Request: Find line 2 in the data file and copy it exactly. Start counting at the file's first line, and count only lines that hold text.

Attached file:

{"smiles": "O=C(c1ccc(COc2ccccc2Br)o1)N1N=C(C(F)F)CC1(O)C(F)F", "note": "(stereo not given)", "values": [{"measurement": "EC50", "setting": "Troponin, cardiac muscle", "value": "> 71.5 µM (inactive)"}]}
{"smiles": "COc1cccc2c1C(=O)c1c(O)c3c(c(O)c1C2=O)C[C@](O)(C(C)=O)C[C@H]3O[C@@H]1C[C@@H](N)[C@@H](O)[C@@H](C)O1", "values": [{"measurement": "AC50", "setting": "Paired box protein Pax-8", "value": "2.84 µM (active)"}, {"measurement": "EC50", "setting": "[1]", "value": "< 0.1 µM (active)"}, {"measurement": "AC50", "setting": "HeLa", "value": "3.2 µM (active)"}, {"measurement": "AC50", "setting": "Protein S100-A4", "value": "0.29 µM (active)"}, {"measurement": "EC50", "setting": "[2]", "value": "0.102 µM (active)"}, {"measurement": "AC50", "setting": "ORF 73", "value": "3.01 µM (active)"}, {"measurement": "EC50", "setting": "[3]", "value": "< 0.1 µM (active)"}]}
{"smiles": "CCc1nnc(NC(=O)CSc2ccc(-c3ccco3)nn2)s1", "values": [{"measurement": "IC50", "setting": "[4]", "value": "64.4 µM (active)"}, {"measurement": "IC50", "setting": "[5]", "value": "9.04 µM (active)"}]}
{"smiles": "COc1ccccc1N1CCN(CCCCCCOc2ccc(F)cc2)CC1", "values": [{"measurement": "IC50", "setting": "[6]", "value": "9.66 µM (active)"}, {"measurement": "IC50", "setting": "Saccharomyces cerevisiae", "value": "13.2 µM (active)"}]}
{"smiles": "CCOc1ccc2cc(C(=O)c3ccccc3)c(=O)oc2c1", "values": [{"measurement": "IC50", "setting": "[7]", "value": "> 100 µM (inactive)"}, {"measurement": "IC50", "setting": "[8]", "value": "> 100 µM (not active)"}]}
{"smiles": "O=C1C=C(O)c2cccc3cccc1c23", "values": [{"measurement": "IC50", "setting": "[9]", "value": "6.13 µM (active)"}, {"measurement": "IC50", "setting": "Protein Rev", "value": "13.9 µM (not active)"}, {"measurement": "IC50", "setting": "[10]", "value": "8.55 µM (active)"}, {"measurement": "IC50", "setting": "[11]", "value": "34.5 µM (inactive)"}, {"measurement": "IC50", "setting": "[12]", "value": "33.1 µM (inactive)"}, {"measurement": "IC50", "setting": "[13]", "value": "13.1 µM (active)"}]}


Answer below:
{"smiles": "COc1cccc2c1C(=O)c1c(O)c3c(c(O)c1C2=O)C[C@](O)(C(C)=O)C[C@H]3O[C@@H]1C[C@@H](N)[C@@H](O)[C@@H](C)O1", "values": [{"measurement": "AC50", "setting": "Paired box protein Pax-8", "value": "2.84 µM (active)"}, {"measurement": "EC50", "setting": "[1]", "value": "< 0.1 µM (active)"}, {"measurement": "AC50", "setting": "HeLa", "value": "3.2 µM (active)"}, {"measurement": "AC50", "setting": "Protein S100-A4", "value": "0.29 µM (active)"}, {"measurement": "EC50", "setting": "[2]", "value": "0.102 µM (active)"}, {"measurement": "AC50", "setting": "ORF 73", "value": "3.01 µM (active)"}, {"measurement": "EC50", "setting": "[3]", "value": "< 0.1 µM (active)"}]}